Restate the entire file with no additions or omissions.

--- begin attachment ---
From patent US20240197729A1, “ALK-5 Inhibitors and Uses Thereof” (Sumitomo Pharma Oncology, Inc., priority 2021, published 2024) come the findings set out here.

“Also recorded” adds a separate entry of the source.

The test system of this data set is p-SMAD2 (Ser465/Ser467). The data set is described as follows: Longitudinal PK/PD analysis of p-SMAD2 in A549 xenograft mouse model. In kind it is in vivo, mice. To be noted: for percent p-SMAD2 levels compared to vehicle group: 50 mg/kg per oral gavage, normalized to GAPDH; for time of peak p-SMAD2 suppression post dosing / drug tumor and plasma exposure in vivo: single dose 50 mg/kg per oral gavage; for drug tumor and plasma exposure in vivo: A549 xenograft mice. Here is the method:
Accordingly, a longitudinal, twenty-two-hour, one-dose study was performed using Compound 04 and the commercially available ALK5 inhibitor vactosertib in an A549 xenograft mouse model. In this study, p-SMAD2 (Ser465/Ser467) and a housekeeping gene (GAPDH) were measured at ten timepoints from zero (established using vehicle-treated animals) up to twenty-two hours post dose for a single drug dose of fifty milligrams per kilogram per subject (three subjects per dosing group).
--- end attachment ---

From patent US20240197729A1, “ALK-5 Inhibitors and Uses Thereof” (Sumitomo Pharma Oncology, Inc., priority 2021, published 2024) come the findings set out here.

“Also recorded” adds a separate entry of the source.

The test system of this data set is p-SMAD2 (Ser465/Ser467). The data set is described as follows: Longitudinal PK/PD analysis of p-SMAD2 in A549 xenograft mouse model. In kind it is in vivo, mice. To be noted: for percent p-SMAD2 levels compared to vehicle group: 50 mg/kg per oral gavage, normalized to GAPDH; for time of peak p-SMAD2 suppression post dosing / drug tumor and plasma exposure in vivo: single dose 50 mg/kg per oral gavage; for drug tumor and plasma exposure in vivo: A549 xenograft mice. Here is the method:
Accordingly, a longitudinal, twenty-two-hour, one-dose study was performed using Compound 04 and the commercially available ALK5 inhibitor vactosertib in an A549 xenograft mouse model. In this study, p-SMAD2 (Ser465/Ser467) and a housekeeping gene (GAPDH) were measured at ten timepoints from zero (established using vehicle-treated animals) up to twenty-two hours post dose for a single drug dose of fifty milligrams per kilogram per subject (three subjects per dosing group).